Another cast member was a guitar player by the name of Joe Edwards. Joe and Uncle Bob
stayed friends over the many years, even when Joe eventually left the Indiana area
and became part of the famed WSM Grand Ole Opry, working as a staff musician for the show
for many years. In later years, Uncle Bob would stop by and visit Joe in Nashville
and actually recorded a few tunes for his albums in Joe's studios. They'd also work
together on annual shows back in Bloomington that Joe would sponsor.
Edde Lee was a local boy, from Indianapolis, and made his first television appearance
with Uncle Bob on the Hayloft Frolic. An old folio notes he had an "unusually deep,
mellow voice especially adaptable to ballads and tear jerkers."
Howard 'Scotty' Scott played the triple neck electric steel guitar on the Hayloft Frolic
and was from Vincennes, Indiana. Prior to joining the cast, he had worked in radio
several years and found his first appearance on television with the show.
In 1955, Dick Morgan was mentioned in a Cowboy Songs feature article on the Hayloft Frolic
as one of the favorites on the show. Prior to joining the show, the article mentioned
Dick had worked at various other radio stations and fronted other bands. That same article
told us that no barn dance type show would be complete without a five-string banjo
player and in this case, the show boasted the talents of Jack Perry.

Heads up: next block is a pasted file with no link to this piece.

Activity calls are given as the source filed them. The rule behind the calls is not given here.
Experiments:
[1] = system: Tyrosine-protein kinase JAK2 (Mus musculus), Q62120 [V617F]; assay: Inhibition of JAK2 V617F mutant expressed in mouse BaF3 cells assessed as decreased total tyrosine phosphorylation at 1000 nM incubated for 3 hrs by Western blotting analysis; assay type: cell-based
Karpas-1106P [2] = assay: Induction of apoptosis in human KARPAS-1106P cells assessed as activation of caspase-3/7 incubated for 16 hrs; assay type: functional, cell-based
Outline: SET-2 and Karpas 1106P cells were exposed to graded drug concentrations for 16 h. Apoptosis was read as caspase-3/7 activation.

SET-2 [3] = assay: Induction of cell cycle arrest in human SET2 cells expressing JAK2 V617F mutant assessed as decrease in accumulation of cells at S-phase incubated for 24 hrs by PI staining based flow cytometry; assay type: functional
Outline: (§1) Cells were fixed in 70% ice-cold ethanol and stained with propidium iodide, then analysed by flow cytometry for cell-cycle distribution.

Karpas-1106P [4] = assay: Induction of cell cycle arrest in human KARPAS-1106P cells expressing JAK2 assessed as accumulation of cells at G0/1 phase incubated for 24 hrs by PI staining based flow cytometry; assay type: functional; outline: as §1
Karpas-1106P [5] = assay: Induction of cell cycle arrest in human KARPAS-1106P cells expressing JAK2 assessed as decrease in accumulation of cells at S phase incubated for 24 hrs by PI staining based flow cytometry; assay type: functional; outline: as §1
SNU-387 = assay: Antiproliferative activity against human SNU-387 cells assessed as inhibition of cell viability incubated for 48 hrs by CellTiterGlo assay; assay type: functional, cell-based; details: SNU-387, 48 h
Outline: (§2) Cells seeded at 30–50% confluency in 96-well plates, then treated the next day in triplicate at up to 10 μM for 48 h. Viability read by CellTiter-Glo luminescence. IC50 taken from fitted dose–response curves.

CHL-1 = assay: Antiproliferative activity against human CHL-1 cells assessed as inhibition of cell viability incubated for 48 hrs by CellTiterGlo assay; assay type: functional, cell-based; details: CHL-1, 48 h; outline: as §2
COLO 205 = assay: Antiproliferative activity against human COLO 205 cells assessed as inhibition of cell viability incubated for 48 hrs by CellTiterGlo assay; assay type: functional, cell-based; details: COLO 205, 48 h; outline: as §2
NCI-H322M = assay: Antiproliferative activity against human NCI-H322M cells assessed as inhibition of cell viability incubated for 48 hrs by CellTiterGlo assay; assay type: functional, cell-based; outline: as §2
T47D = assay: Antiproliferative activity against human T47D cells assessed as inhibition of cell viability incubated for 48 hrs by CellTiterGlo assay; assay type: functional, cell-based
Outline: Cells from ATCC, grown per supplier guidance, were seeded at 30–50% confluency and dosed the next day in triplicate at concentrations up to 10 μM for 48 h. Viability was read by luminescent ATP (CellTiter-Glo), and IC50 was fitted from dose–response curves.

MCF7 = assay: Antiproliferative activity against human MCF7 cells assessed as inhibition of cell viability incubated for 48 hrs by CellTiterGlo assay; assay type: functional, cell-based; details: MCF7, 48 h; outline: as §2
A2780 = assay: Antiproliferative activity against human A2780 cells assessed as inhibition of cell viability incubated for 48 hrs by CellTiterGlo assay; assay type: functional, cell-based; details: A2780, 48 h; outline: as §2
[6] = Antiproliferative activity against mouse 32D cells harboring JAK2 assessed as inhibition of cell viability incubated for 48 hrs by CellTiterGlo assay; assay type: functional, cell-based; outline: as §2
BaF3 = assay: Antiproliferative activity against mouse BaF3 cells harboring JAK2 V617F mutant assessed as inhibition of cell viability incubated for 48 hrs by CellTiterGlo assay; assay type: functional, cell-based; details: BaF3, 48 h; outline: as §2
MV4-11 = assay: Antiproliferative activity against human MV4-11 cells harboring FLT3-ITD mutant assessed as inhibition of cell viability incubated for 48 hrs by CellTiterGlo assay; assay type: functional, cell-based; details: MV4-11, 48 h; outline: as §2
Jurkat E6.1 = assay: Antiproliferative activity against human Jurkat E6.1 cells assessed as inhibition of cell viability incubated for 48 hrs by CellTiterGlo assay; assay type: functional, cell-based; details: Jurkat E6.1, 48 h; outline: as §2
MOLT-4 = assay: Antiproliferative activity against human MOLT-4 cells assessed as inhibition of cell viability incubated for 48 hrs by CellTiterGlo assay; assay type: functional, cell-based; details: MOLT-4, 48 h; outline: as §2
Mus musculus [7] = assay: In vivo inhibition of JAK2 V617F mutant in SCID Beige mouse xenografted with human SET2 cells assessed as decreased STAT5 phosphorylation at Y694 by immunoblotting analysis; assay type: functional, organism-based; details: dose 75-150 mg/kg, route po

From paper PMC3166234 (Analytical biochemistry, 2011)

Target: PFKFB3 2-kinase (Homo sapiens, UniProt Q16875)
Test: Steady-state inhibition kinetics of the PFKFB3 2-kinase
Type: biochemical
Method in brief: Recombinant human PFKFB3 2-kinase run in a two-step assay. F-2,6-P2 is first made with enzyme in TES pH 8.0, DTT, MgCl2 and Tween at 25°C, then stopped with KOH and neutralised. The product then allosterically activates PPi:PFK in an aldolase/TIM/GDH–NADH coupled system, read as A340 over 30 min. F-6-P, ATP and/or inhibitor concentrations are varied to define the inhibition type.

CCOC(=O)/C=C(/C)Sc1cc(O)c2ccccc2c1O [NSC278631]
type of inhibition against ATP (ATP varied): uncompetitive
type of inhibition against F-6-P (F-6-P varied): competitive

The show's cast over the years included several husband and wife teams. One was
Johnny and Nan Beasley. Johnny was an old-time fiddle player from Texas. His wife,
Nan, was also from Texas and was said to have a "very deep alto" voice. Another
husband and wife team was that of Betty and Eddy Thompson, who left the group
One of the young talents on the show was a youngster by the name of Donald (Sandy)
Smith who became a good friend of Uncle Bob's when he joined the show. Early on,
he toured with Red Garrett and his Pioneers and appearing with Ernest Tubb as well.
Sandy earned his own show on WTTS that was called "Sandy and the Haylofters" and aired
every Saturday at 11:05am. He wrote his first song when he was just fourteen years
old, "Mother's Pride and Joy". But his career was all too short. One Friday night in
July of 1954, Sandy stopped by Uncle Bob's house to borrow a guitar to take with him
as he was going to take a friend of his to Vincennes to see a few other musician friends.
Late that night, on the way back to Bloomington, Sandy and his friend died
in an automobile accident when their car ran off the road.
The show enjoyed a long run by even today's standards. And its popularity gave the show
new opportunities to play before other audiences. Grand Ole Opry acts would call the show
asking Uncle Bob and the Hayloft Frolic musicians to be a part of their shows when
their tours took them through the WTTV viewing area. In 1956, 1957 and 1958, the group
was asked to entertain the United States Armed Forces who were serving overseas in Korea
and later those stationed in Germany.
As you might expect in the entertainment business, paths sometimes cross or nearly cross.
Uncle Bob was offered a position with a station in Terre Haute, Indiana, but turned it down
feeling he was right at home at WTTV. That position eventually went to an out of work
and hungry new comedian by the name of Jerry Van Dyke, the brother of Dick Van Dyke.